3
$\begingroup$

I am looking for examples of invertible sheaves in smooth, projective families such that the associated base locus (i.e., the intersection of all the effective divisors in the complete linear system) jumps. More precisely, take a discrete valuation ring $R$ and $\pi: X \to \mathrm{Spec}(R)$ be a smooth, projective morphism of relative dimension at least $2$. Denote by $X_K$ (resp. $X_k$) the generic (resp. special) fiber of $\pi$. I am looking for examples of invertible sheaves $L$ on $X$ such that the base locus $B_K$ of $L|_{X_K}$ over the generic fiber satisfies the property: for the closure $\overline{B}_K$ of $B_K$ in $X$ we have $\overline{B}_K \cap X_k$ does not contain the base locus of the invertible sheaf $L|_{X_k}$ on the special fiber. If necessary assume that the fibers of $\pi$ are geometrically irreducible and the underlying field is $\mathbb{C}$. Any reference / idea will be appreciated.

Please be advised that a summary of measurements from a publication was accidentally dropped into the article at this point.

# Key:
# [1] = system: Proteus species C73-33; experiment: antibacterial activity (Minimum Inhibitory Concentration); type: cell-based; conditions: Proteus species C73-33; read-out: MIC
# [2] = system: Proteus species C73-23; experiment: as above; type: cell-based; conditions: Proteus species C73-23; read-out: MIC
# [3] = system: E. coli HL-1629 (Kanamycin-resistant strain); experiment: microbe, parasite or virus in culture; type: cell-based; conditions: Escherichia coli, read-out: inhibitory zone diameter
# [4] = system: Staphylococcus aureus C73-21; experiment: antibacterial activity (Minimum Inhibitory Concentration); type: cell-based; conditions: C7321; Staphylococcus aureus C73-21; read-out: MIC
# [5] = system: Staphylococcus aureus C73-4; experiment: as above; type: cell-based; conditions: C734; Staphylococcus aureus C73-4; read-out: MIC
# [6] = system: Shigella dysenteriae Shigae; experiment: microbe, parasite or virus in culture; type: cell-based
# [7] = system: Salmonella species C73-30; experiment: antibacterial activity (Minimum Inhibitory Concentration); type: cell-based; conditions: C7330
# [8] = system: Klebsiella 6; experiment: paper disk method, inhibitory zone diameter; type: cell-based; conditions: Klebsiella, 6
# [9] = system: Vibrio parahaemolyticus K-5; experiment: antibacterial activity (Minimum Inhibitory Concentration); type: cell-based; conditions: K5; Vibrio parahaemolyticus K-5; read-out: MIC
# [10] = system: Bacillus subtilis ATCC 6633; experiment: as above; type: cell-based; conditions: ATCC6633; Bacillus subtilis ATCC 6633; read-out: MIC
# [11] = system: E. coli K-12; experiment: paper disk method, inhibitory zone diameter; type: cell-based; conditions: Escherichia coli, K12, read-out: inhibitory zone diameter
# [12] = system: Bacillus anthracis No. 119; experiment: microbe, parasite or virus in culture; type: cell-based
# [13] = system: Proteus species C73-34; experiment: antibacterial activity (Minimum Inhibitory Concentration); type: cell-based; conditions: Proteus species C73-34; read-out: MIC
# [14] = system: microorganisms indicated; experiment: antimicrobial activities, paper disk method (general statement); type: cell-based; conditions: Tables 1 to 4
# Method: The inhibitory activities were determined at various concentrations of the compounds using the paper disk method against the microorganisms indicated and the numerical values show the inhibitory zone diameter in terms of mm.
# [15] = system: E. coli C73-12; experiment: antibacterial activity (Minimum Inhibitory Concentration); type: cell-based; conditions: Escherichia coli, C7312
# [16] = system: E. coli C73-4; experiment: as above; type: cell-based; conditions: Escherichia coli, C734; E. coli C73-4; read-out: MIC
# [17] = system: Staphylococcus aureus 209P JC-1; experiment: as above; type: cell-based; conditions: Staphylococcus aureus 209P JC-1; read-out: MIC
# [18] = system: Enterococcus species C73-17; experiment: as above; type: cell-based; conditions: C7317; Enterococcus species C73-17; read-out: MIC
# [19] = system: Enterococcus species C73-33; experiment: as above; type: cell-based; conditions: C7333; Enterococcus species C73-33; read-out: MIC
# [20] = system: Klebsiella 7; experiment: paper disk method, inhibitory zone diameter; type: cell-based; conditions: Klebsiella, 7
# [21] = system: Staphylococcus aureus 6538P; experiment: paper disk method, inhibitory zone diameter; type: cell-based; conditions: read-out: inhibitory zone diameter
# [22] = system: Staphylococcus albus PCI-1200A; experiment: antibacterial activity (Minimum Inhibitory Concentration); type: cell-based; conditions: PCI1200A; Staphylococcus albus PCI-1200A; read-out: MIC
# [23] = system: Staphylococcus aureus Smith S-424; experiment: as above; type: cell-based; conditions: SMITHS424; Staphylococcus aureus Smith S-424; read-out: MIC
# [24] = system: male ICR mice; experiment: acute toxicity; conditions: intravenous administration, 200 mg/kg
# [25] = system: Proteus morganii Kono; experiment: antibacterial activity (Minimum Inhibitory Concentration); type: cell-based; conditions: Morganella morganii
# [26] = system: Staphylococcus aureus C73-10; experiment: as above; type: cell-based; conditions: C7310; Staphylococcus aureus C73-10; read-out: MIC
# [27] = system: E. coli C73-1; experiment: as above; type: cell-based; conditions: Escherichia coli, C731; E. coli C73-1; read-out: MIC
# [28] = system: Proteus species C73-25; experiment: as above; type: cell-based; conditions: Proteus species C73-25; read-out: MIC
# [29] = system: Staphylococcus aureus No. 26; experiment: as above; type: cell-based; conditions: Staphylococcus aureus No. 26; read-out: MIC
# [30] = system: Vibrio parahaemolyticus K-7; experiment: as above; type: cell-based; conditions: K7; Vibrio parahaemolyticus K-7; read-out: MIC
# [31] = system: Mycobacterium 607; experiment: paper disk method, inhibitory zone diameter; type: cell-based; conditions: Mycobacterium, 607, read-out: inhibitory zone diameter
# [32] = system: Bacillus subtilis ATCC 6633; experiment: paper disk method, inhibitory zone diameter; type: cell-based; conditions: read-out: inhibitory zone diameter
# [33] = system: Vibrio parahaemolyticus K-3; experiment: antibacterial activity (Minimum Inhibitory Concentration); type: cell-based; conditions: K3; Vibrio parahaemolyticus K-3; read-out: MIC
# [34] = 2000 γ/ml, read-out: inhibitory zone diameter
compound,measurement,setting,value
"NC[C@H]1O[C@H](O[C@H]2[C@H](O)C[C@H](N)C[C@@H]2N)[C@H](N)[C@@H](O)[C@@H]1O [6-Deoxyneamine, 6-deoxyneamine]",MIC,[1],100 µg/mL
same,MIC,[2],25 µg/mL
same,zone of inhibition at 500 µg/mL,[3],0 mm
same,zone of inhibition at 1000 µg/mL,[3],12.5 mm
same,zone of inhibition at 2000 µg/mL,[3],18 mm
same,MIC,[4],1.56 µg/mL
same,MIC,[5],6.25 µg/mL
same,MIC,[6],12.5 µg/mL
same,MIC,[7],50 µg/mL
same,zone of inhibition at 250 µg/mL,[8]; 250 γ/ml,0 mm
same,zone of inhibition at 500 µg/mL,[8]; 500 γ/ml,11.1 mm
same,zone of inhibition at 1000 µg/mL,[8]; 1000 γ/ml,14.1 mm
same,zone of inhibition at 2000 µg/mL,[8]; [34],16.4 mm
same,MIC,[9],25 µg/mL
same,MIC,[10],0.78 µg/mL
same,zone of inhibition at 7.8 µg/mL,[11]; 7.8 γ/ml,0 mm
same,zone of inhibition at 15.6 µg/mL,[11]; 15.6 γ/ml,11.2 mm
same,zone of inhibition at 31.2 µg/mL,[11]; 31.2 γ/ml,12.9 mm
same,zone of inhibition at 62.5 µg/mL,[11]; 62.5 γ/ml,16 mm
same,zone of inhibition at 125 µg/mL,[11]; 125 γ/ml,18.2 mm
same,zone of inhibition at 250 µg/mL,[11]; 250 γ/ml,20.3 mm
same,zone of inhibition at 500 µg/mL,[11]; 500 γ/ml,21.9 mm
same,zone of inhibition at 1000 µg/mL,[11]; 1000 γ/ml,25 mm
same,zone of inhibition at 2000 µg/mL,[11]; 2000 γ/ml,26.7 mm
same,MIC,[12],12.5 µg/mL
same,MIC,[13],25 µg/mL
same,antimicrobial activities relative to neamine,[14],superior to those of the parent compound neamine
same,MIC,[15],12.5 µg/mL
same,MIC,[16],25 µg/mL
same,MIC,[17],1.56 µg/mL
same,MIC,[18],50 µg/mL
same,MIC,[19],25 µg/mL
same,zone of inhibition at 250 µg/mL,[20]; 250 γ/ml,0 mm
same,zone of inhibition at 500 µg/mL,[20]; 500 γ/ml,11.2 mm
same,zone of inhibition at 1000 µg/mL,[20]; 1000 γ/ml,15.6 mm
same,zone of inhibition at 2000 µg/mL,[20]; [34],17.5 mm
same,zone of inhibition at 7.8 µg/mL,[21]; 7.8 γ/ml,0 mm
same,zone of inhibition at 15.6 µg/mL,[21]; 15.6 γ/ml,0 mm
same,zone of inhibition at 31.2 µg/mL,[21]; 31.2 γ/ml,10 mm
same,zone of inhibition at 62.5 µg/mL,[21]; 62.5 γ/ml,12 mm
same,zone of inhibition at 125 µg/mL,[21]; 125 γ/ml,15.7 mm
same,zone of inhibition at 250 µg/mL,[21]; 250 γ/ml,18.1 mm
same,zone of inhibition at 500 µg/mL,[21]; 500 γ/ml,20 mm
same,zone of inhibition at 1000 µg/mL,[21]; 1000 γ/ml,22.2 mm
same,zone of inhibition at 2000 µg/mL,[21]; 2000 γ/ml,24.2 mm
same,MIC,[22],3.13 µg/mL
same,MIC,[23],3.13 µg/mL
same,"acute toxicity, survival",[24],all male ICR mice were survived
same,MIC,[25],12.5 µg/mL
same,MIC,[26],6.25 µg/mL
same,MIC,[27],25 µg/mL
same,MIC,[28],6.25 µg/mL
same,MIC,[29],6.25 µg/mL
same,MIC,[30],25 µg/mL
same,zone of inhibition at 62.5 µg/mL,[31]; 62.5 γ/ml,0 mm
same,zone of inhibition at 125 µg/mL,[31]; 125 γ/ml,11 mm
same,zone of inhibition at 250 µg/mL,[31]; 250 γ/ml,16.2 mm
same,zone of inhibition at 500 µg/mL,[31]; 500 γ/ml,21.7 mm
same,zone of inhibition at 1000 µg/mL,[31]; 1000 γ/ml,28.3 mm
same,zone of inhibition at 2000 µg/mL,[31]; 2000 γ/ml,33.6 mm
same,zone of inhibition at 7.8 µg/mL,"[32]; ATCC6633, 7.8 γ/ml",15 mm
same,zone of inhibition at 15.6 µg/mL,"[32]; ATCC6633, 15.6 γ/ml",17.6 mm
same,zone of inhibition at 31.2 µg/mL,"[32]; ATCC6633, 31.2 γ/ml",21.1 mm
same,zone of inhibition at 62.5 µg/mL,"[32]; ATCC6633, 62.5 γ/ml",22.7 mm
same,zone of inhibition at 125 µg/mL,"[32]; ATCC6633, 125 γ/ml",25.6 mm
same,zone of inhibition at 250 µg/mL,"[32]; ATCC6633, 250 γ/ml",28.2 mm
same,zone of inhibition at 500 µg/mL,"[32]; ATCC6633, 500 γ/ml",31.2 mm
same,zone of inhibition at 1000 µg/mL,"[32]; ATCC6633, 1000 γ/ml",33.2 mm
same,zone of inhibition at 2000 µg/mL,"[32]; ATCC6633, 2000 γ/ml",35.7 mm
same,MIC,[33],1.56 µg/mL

$\endgroup$
1
  • $\begingroup$ This happens already for specializations of Hirzebruch surfaces where the linear system on the generic fiber has degree $1$ on a fiber and has degree $0$ on the directrix (so that the linear system on the special fiber has negative degree on the directrix). $\endgroup$ Mar 30 at 14:38

1 Answer 1

5
$\begingroup$

Take $X$ to be $\mathbb P^2$ blown up at three $R$-points which are colinear on the special fiber and not on the generic, and take $L$ to be $\mathcal O(2)$ minus the three exceptional divisors. The line containing the three points will be the base locus of the special divisor, because its intersection number with $L$ is $-1$, but there are no base points on the generic fiber, as one can check using the three sections whose vanishing loci are the strict transforms of two lines each through two of the points.

$\endgroup$

Your Answer

By clicking “Post Your Answer”, you agree to our terms of service, privacy policy and cookie policy

Not the answer you're looking for? Browse other questions tagged or ask your own question.